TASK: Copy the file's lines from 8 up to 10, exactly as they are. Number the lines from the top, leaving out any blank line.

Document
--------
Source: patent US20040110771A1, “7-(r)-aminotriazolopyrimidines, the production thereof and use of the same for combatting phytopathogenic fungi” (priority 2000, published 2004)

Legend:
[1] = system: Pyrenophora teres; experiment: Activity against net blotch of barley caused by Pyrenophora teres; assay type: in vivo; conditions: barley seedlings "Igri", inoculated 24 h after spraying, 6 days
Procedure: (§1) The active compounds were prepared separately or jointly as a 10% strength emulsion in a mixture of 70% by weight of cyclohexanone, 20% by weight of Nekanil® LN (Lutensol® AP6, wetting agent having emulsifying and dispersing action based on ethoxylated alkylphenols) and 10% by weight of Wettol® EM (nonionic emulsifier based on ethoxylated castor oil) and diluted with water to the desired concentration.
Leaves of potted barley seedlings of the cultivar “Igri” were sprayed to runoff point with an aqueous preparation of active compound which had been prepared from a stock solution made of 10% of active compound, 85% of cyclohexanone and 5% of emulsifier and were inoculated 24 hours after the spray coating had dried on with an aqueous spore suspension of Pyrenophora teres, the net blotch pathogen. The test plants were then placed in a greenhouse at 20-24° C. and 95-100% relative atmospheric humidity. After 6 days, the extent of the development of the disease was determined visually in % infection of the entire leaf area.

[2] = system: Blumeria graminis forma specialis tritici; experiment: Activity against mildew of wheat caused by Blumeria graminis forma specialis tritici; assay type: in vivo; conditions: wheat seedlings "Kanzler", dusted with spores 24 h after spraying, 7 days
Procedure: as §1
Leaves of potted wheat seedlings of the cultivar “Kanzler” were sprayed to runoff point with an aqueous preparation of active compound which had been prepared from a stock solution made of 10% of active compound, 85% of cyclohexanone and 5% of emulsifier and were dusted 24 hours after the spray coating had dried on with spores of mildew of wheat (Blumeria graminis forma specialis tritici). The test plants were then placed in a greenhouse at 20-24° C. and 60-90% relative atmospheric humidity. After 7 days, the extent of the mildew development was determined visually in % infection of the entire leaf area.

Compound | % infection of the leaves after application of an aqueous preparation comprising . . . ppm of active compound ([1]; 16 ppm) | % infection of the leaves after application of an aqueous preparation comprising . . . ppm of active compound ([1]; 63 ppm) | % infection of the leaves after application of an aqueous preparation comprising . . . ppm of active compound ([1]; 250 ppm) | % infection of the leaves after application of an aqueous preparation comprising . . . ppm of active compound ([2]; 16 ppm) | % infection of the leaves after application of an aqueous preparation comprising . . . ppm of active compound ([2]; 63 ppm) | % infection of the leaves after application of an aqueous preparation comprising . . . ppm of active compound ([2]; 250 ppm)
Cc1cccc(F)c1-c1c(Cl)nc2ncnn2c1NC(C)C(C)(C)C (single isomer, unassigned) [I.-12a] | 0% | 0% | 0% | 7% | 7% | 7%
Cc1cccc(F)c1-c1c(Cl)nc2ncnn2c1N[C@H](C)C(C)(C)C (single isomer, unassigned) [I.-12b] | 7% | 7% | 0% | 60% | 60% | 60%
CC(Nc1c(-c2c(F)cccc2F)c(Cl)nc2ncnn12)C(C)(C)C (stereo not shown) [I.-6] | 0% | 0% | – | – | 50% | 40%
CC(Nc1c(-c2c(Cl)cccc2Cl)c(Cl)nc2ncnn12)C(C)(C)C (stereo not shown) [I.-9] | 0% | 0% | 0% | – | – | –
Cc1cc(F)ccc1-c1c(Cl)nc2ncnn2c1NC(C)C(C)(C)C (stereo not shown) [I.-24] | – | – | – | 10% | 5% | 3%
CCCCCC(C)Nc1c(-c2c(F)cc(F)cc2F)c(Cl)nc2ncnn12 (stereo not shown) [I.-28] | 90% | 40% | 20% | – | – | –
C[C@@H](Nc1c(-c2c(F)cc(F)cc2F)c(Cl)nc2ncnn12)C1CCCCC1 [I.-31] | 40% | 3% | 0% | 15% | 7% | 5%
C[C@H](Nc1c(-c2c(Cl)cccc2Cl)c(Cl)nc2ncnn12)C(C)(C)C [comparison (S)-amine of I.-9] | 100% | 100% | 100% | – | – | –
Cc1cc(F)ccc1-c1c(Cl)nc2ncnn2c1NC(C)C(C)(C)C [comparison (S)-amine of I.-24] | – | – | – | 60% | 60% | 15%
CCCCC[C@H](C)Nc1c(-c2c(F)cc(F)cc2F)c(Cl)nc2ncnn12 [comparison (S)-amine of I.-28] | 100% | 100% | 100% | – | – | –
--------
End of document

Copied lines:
Leaves of potted wheat seedlings of the cultivar “Kanzler” were sprayed to runoff point with an aqueous preparation of active compound which had been prepared from a stock solution made of 10% of active compound, 85% of cyclohexanone and 5% of emulsifier and were dusted 24 hours after the spray coating had dried on with spores of mildew of wheat (Blumeria graminis forma specialis tritici). The test plants were then placed in a greenhouse at 20-24° C. and 60-90% relative atmospheric humidity. After 7 days, the extent of the mildew development was determined visually in % infection of the entire leaf area.

Compound | % infection of the leaves after application of an aqueous preparation comprising . . . ppm of active compound ([1]; 16 ppm) | % infection of the leaves after application of an aqueous preparation comprising . . . ppm of active compound ([1]; 63 ppm) | % infection of the leaves after application of an aqueous preparation comprising . . . ppm of active compound ([1]; 250 ppm) | % infection of the leaves after application of an aqueous preparation comprising . . . ppm of active compound ([2]; 16 ppm) | % infection of the leaves after application of an aqueous preparation comprising . . . ppm of active compound ([2]; 63 ppm) | % infection of the leaves after application of an aqueous preparation comprising . . . ppm of active compound ([2]; 250 ppm)
Cc1cccc(F)c1-c1c(Cl)nc2ncnn2c1NC(C)C(C)(C)C (single isomer, unassigned) [I.-12a] | 0% | 0% | 0% | 7% | 7% | 7%